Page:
What was Leonardo da Vinci’s favorite recipe?

While leaving my class in Stanford University, a gentleman named Jonathan Gifford introduced himself after learning that I am a fan of Leonardo da Vinci. Dark circa 9pm, we both walked towards Palo Alto, and there I learned about his passion in culinary. While talking to Gifford, I promised to share with him Leonardo da Vinci’s favorite recipe.

The last supper is the authentic recipe of the most remarkable figure of the Renaissance, and the artist who painted the most famous version of The Last Supper — Leonardo da Vinci. It is not known when da Vinci first became a strict vegetarian and great lover of animals. But his vegetarianism was well-known throughout Italy, although this practice would not be accepted for another 500 years. The Florentine traveller, Andrea Corsali, wrote of Leonardo’s vegetarianism in a 1515 letter sent from India to Giuliani Medici in Italy: “Certain infidels called Guzzarati do not feed on anything that contains blood, no do they permit among them any injury to be done to any living things, like our Leonardo.”

The artist’s love for all living creatures is also told in Giorgio Vasari’s Lives of the Most Excellent Architect, Painters and Sculptors of Italy (1550): “He always kept servants and horses, which later he took much delight, and particularly in other animals which he managed with the greatest of love and patience. And this he showed after passing the places where birds were sold, for taking them in his own hand out of the cages, and having paid to those who sold them the price that was asked, he let them fly away into the air, restoring to them their lost liberty.” This reminds me very much of John Muir of Yosemite.

On the origins of Leonardo’s Easter, vegetarian, and humanist influences, Michael White, historian and author of Leonardo: The First Scientist (2000). He replied: “Indeed, Leonardo was greatly influenced by travelers he met in Florence and Milan, and he was fascinated with all things linked to Eastern culture. He probably learned vegetarianism from such sources and he was almost certain to have stumbled upon recipes from the Far East handed to him by peripatetic painters and philosophers who crossed his path.”

There are references in da Vanci’s notes to meat purchases, which must have been for his non-vegetarian students. Although a confirmed vegetarian, he invented a machine that could grind sausage meat, which Bartolomeo Scappi — a famous Renaissance chef — in his book Opera (1570) said: “[da Vinci] invented a pit with a propeller that turned in the heat fire.” This automated invention was animated by the process of hot air rising which turns the propellers, turning the spit. Da Vinci endorsed his new automated product by saying “This is a way to cook meat … since the roast will turn slowly or quickly depending whether the fire is strong or weak.”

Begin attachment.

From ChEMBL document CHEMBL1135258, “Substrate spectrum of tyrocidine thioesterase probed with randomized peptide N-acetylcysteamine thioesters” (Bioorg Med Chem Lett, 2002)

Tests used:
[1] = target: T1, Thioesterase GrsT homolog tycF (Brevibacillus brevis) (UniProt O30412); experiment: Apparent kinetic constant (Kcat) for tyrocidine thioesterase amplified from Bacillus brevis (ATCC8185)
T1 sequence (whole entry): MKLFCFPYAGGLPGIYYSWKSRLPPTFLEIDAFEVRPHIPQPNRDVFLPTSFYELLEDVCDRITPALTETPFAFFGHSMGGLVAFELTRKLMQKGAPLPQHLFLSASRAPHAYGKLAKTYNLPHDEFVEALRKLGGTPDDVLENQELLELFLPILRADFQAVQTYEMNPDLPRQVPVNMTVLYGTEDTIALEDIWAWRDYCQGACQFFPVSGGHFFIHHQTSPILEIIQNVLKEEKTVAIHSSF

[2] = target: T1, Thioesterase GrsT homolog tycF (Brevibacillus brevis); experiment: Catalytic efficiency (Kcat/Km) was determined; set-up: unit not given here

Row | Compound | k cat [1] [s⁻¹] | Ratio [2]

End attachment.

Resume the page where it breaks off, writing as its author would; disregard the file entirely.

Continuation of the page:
When courting royalty and religious patrons at their castles and affairs da Vinci would dine on green salads, fish fruit, vegetables, bread, mushrooms, cereal, and pasta. He also loved chickpea soup which he called la minestra, and which he liked served nice and hot. While writing and drawing in his notebook, he ends sentences with an “et cetera” — which means in Latin: and other things — and upon returning to the page he explains why he stopped, “it is because my la minsetra is getting cold.”

“If you want to be healthy, heed this advice, eat only when hungry, and let light fare suffice. Chew all your food well, and this rule always follow. Well cooked and simple, be all that you swallow. On leaving a table, a good posture keep, and after your luncheon, do not yield to sleep. Let lil and often be your rule for wine, but not between meals or when ready to dine.”
Leonardo da Vinci.

At the end of his life, da Vinci moved to Clos Lucé in France at the invitation of King Francis I. After his death, a cookbook called Platina de honest voluptate containing da Vinci’s favorite vegetarian recipes was found in his home library at Clos Lucé.

Following is an authentic recipes from da Vinci’s 1487 edition of Platina:

The Last Supper

La Minestra (Luis in Cecere Rubeo) means Chickpea soup.
From Platino: “Wash a pund or more of chickpeas in hot water. After being washed they should be put in a pot to simmer without water. With your hands mix half an ounce of meal, a lil oil and salt, and twenty grains of coarsely ground pepper and ground cinnamon, and then put this near the hearth with three measures of water, and add sage, rosemary and finally chopped parsley roots. Let this bill so that it is nearly cooked, drop in a lil oil; but if it is juice for sick persons, only add a lil oil and spices.”

Thank you da Vinci, your message has survived to our present 2016 AD! The greatest artist in the history of art! Yours, Woz.